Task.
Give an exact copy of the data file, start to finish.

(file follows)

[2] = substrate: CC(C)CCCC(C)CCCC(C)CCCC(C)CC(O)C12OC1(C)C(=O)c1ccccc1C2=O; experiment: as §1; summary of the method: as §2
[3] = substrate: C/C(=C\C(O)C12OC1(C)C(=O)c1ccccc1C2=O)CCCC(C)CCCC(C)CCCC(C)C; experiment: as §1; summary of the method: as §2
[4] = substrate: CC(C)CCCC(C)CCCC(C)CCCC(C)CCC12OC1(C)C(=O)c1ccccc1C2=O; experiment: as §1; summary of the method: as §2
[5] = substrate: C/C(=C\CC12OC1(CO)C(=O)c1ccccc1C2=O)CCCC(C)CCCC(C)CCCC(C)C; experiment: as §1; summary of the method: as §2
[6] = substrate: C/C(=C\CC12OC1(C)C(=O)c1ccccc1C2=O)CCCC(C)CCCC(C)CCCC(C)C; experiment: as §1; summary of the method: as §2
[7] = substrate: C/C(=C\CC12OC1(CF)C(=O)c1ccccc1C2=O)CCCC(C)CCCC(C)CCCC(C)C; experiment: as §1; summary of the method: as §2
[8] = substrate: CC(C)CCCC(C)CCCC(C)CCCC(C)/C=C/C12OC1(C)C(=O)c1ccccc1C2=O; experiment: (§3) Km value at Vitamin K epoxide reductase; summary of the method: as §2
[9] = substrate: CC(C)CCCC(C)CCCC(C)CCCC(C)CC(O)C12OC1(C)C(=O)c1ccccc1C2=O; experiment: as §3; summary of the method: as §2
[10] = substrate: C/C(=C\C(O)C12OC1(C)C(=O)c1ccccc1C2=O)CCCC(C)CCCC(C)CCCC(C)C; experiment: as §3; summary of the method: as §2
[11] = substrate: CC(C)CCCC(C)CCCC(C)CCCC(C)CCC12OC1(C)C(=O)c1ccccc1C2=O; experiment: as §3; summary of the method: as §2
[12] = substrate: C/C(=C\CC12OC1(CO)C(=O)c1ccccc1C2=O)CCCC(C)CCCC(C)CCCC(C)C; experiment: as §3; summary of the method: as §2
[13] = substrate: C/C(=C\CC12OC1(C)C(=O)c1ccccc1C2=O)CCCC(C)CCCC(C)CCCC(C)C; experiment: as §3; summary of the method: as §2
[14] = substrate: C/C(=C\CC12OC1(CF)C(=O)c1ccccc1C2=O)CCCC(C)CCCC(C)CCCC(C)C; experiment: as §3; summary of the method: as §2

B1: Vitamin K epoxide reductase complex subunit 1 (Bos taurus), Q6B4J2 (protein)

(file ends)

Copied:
[2] = substrate: CC(C)CCCC(C)CCCC(C)CCCC(C)CC(O)C12OC1(C)C(=O)c1ccccc1C2=O; experiment: as §1; summary of the method: as §2
[3] = substrate: C/C(=C\C(O)C12OC1(C)C(=O)c1ccccc1C2=O)CCCC(C)CCCC(C)CCCC(C)C; experiment: as §1; summary of the method: as §2
[4] = substrate: CC(C)CCCC(C)CCCC(C)CCCC(C)CCC12OC1(C)C(=O)c1ccccc1C2=O; experiment: as §1; summary of the method: as §2
[5] = substrate: C/C(=C\CC12OC1(CO)C(=O)c1ccccc1C2=O)CCCC(C)CCCC(C)CCCC(C)C; experiment: as §1; summary of the method: as §2
[6] = substrate: C/C(=C\CC12OC1(C)C(=O)c1ccccc1C2=O)CCCC(C)CCCC(C)CCCC(C)C; experiment: as §1; summary of the method: as §2
[7] = substrate: C/C(=C\CC12OC1(CF)C(=O)c1ccccc1C2=O)CCCC(C)CCCC(C)CCCC(C)C; experiment: as §1; summary of the method: as §2
[8] = substrate: CC(C)CCCC(C)CCCC(C)CCCC(C)/C=C/C12OC1(C)C(=O)c1ccccc1C2=O; experiment: (§3) Km value at Vitamin K epoxide reductase; summary of the method: as §2
[9] = substrate: CC(C)CCCC(C)CCCC(C)CCCC(C)CC(O)C12OC1(C)C(=O)c1ccccc1C2=O; experiment: as §3; summary of the method: as §2
[10] = substrate: C/C(=C\C(O)C12OC1(C)C(=O)c1ccccc1C2=O)CCCC(C)CCCC(C)CCCC(C)C; experiment: as §3; summary of the method: as §2
[11] = substrate: CC(C)CCCC(C)CCCC(C)CCCC(C)CCC12OC1(C)C(=O)c1ccccc1C2=O; experiment: as §3; summary of the method: as §2
[12] = substrate: C/C(=C\CC12OC1(CO)C(=O)c1ccccc1C2=O)CCCC(C)CCCC(C)CCCC(C)C; experiment: as §3; summary of the method: as §2
[13] = substrate: C/C(=C\CC12OC1(C)C(=O)c1ccccc1C2=O)CCCC(C)CCCC(C)CCCC(C)C; experiment: as §3; summary of the method: as §2
[14] = substrate: C/C(=C\CC12OC1(CF)C(=O)c1ccccc1C2=O)CCCC(C)CCCC(C)CCCC(C)C; experiment: as §3; summary of the method: as §2

B1: Vitamin K epoxide reductase complex subunit 1 (Bos taurus), Q6B4J2 (protein)